Alexandria, VA – If you know me even a little, you have heard me preach, yes preach, on documenting your photos – the who, what, when, where, and who took the shot. I promise you after 10 or 20 years, you won’t remember. Chances are, the people you would ask are no longer alive, and if they are, they won’t remember.
I have been doing research lately, some related to a past column in the Zebra and some for a future story. Regarding the column “On Backstories,” published in March 2022, a friend asked, “ …do you by any chance recall where you stood to take the tracks in the snow photo? Were you ever in dangerous or precarious spots to take photographs?”
My reply, “I remember some parts of that day very well, other parts not so much. I know it was taken from the control tower. I would guess that it was at least 30 feet tall, maybe 40. I remember that it was difficult to get permission to be in the yard at all because of safety concerns, let alone in the tower.”
Thinking about the control tower was how I came to visit the Local History and Special Collections section of the Barrett Library on Queen Street. In response to my advance query, reference librarian Jeff Flannery had a two-volume set on the history of the Potomac Yard waiting for me. Leafing through it, I found a photo that may (just may) be the place I shot from. Studying the image makes me think that tower was indeed 30-40 feet tall.
The history of the Potomac Yard and its role in the growth of Alexandria is fascinating. I didn’t realize until scanning the pages that the superintendent, Jack McGinley, the man who attended the opening of my photo exhibit at Colorfax, was overseeing the closing down of the yard, the closing down of an entire era. That’s a whole other subject.
The lesson for me and what I want to share is to pay attention. I wasn’t focused on where I was shooting from, only on the view. I didn’t think about photographing the tower or noting its height.
Dangerous or precarious positions? Sometimes. One day I was returning to my Fairlington home and noticed police cars on Quaker Lane across from a bank. I got out of my car with my always-with-me camera. I didn’t realize the police were dealing with an armed bank robber. Another press photographer was crouched behind a car and pushed my head down while warning me to be careful. I don’t think he said, “get your head down, stupid,” but that was the message.
Another time I was photographing a sheep-herding demonstration during the Scottish Games at Episcopal High School. I was kneeling, camera steadied on a knee, intently looking for “the picture.” I was so focused on finding the picture that I didn’t see the whole flock of sheep heading toward me. Eventually, I heard the crowd yelling at me to move. The photographer being trampled by the sheep would have been “the picture.” Not mine though.
Lesson: Be mindful of the whole picture.
A future story will be about a garden, part of historic Hollin Hall, now on the grounds of Mount Vernon Unitarian Church. I had some information, but some was missing, e.g., I had page 2 of an article about church sexton John Stevens, but not page 1.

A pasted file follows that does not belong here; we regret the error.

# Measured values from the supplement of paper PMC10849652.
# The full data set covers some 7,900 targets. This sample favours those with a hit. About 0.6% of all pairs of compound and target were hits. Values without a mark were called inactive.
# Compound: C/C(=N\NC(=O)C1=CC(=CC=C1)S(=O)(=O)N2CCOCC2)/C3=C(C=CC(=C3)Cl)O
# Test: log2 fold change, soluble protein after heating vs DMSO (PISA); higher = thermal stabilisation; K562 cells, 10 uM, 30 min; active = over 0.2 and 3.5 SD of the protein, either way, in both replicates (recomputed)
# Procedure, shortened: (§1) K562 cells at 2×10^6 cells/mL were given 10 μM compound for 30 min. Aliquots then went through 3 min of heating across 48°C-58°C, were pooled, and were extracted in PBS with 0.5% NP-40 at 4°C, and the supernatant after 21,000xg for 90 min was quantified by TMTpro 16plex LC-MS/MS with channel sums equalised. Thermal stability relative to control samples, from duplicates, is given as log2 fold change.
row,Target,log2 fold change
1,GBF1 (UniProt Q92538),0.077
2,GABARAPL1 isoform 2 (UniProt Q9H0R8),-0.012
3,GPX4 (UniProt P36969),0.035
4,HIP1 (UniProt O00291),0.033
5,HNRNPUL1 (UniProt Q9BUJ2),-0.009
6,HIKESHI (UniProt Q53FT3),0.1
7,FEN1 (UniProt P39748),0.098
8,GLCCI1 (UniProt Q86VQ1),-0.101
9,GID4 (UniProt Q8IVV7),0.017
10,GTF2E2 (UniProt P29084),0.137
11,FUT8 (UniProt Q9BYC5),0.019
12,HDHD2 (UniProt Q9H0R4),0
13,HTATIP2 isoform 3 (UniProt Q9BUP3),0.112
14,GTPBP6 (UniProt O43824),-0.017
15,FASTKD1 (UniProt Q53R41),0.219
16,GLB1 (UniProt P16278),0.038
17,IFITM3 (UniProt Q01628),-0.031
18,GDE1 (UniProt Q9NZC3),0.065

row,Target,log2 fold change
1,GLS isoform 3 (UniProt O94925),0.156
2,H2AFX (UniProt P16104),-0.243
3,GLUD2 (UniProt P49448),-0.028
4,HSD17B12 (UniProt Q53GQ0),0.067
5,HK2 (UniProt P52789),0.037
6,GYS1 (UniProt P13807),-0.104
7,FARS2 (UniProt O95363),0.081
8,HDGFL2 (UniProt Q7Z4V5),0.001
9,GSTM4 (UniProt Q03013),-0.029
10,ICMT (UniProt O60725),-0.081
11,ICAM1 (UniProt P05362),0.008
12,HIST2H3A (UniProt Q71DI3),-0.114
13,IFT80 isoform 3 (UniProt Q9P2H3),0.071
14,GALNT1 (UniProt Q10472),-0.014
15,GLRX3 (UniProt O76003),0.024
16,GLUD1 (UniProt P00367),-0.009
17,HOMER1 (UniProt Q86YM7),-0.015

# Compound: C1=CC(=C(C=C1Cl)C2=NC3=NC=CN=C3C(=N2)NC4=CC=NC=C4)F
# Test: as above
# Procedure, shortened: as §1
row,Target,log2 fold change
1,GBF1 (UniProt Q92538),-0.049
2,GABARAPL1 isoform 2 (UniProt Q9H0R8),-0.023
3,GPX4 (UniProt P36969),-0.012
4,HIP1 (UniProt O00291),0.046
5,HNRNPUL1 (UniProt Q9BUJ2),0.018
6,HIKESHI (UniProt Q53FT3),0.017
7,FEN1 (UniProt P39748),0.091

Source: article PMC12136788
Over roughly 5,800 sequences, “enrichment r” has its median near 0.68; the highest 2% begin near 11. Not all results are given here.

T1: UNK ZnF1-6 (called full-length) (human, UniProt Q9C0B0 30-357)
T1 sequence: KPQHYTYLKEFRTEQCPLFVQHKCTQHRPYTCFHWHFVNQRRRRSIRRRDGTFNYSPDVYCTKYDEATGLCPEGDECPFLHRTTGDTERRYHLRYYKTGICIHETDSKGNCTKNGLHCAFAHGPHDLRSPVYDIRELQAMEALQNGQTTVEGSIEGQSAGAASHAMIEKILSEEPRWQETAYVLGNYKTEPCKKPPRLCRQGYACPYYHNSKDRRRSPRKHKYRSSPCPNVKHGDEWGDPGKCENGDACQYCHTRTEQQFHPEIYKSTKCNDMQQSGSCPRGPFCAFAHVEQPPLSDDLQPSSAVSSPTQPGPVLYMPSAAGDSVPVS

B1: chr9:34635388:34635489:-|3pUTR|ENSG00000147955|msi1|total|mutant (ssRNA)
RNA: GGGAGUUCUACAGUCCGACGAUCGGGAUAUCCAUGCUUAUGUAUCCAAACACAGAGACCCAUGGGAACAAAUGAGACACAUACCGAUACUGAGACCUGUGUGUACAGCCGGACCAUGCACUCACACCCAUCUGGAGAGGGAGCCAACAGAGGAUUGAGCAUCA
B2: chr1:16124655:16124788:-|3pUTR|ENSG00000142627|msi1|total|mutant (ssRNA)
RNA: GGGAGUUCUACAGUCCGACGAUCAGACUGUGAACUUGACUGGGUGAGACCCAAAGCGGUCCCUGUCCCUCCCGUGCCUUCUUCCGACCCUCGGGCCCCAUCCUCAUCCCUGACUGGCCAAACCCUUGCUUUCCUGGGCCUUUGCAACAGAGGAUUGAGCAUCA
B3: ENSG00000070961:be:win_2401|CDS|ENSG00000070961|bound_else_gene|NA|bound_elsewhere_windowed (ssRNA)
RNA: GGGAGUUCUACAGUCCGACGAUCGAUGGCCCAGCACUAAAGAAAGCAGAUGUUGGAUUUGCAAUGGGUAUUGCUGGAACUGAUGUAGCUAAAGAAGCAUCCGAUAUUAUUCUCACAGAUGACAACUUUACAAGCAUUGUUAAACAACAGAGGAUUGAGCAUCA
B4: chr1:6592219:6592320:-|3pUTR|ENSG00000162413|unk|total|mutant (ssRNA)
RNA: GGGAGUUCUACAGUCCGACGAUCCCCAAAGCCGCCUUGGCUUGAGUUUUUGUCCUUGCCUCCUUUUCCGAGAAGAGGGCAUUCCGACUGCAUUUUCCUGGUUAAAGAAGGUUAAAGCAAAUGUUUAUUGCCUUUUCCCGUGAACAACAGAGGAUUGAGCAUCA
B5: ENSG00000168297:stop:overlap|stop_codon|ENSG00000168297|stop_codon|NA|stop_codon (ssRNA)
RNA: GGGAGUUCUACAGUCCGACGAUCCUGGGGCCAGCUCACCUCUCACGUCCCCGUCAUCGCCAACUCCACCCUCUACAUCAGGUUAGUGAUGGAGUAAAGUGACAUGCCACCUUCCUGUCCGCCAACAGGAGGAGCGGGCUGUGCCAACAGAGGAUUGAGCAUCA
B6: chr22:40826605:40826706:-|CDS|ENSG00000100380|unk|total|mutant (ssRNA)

Elaine McRey, the reference librarian at the Fairfax Regional Library Virginia Room, reported that the bibliography of a book by Ron Brandt and Lucy Phinney (misspelled Finney in the copy) on the history of Hollin Hall and Mount Vernon Unitarian Church cited the source as the Alexandria Gazette,1991.
The page I had said the article was continued from page 3.
With the help of Patricia Walker, director of Local History and Special Collections, and reference librarian Flannery at the Barrett Library, I searched all four reels of microfilm for page 3 of the Alexandria Gazette for 1991. McRey scanned the holdings of the Virginia Room’s Mount Vernon Gazette. Many hours were spent exploring that rabbit hole. The rabbit eluded us.
Lesson: Leave a trail. When copying news clippings, include the name and date of the publication.
After all that searching, a copy of the whole article was located in the MVUC Archives, a work in progress, currently being sorted by MVUC member and photographer Jeanne Tifft. Jim Kerr, MVUC’s Lifespan Spiritual Growth Assistant, scanned the article and a more recent image of the garden and emailed them to me.
From the full article, “Longtime caretaker is toast of local congregation” by Jan Cook, I was fascinated to learn that John Stevens joined the Hollin Hall staff as gardener/groundskeeper as a young man in 1926. He served through three owners and still worked 20 hours a week as a caretaker for MVUC at age 79. The story described its stone and brick walls and the imported 175-year-old boxwoods he tended. Those boxwoods are important to my future story.
There were unexpected happy finds. McRey determined that a magazine, the Mayflower’s Log from 1928, with photos of the house and garden, was available on eBay! I bid on it and now have the copy in my hands.
Although the Prints and Photographs Division of the U.S. Library of Congress turned up no photographs of Hollin Hall—another rabbit hole—reference librarian Roslyn Waddy came up with a jewel. She wrote, “According to records, The Mayflower’s Log began publication as a semi-monthly in 1925 and was published by The Mayflower Hotel. In February 1929, it became The Washingtonian….”
With that information, the publication’s name made sense. And I have profound respect and appreciation for libraries and research librarians who relish their work.
Mosaic Artist/Photographer Nina Tisara is the founder of Living Legends of Alexandria.